There are two things that typically make Wall Street investment analysts go weak at the knees when it comes to quarterly conference calls with tech execs: expanding cloud services and gory details of cost pruning.
Rackspace delivered both in spades this week but its shares nonetheless took a beating on NASDAQ, plunging by almost 30 per cent after it delivered full-year guidance of $1 earnings per share, lower than the $1.10 consensus expected by analysts. Slowing profit growth spooked them.
Top brass used the Q1 call (transcript here) to talk up the rebranded private cloud portfolio, including a fully managed VMware Cloud service, plus Rackspace Elastic Engineering described by CEO Kevin Jones as “the next iteration of our service blocks”.
“Rackspace elastic engineering is on-demand access to a pod of multidisciplinary cloud specialists who will know the customers’ application, team and desired business objectives and will be laser-focused on driving their cloud outcomes.
“The pod is capable of delivering a broad spectrum of outcomes without the constraints of a fixed scope of management. This is the complete opposite of how a global system integrator structures and prices their services,” said Jones.
Elastic Engineering is supported across AWS, Google Cloud Platform, Microsoft Azure and VMware Cloud. Jones claimed this “cracks the code” for businesses that are “trapped” between running traditional operations and being cloud-native.
“After just a few weeks, elastic engineering has been one of the most successful new product launches in Rackspace history. We’ve already closed significant deals in all three regions of the world, and the pipeline for this offering is growing very fast.”
For the three months ended 31 March, Rackspace turned over $726m in sales, up 11 per cent year-on-year, this includes $579.6m in multi-cloud services, itself up 14.1 per cent, and $97.3m worth of App & Cross Platform revenue, which grew 19.4 per cent. The legacy OpenStack Public Cloud declined 22.6 per cent to $48.4m.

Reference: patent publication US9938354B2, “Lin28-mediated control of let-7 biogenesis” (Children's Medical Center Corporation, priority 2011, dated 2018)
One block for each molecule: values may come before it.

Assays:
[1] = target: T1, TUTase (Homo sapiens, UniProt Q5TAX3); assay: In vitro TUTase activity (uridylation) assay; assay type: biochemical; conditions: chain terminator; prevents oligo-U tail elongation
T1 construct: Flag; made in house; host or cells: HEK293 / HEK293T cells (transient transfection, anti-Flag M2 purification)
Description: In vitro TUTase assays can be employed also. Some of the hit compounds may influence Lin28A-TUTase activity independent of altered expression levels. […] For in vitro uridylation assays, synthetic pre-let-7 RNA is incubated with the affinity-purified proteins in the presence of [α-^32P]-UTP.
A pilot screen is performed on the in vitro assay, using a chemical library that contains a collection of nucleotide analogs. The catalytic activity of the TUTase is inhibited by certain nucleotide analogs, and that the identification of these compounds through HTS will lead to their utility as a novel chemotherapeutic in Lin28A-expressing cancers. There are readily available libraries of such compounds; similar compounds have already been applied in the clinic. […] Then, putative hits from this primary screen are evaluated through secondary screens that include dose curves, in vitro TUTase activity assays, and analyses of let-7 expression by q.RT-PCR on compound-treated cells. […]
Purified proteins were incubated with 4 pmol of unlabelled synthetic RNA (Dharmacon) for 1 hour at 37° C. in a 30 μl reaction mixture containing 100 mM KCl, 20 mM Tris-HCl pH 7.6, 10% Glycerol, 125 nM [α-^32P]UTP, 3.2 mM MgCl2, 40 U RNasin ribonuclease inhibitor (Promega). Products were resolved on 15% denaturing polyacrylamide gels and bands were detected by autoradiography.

Rackspace reported a fall in gross margin due to the cloud mix, the early costs of on-boarding of customers and a few other aspects. This, along with operating costs and interest repayments, led to a net loss of $64m versus a net loss of $48.2m a year earlier.
The conversation on the call then naturally led to cost savings initiatives, which Jones said the business approaches “the same way as we approach sales. We build a funnel of efficiency programmes, which we regularly fill and convert, and that’s how we look at it.”
There are four levers that Rackspace is trying to pull with respect to trimming overheads: automaton and “streamlining processes”, which is tech driven,” said the CEO. Second is “leveraging the G&A (general & admin expenses) as revenue grows and also increasing the leverage of partners R&D, the product development costs that they put in, as well as the market development”. The third is “driving higher offshore mix across the company. I do believe there is a huge opportunity there. We need to continue driving that as we grow.”
The Reg is aware that in the past year Rackspace sent certain job functions to India, including some in support. Rackspace has never had anything to add in terms of commentary.
Jones said the fourth area of cost cutting is on the “non-labour expense side”, including better supply chain management, and consolidating “our real estate footprint”. Rackspace sold land for $19.1m in Q1.
“These are all the cost saving initiatives that we have in the funnel that we’ll continue driving as the business model continues to transform,” he said.
For 2021, Rackspace forecast full-year revenues of $2.9bn to $3.1bn, and earnings per share of between $0.95 and $1.05. Analysts were expecting more and so the share price shrank by more than 28 per cent yesterday, and was still down almost 21 per cent this morning compared to before the results were released on Monday night UK time.
Wall Street can be a cruel master but it is one that Rackspace management and its backers wanted to embrace again, so they’ve only got themselves to blame. ®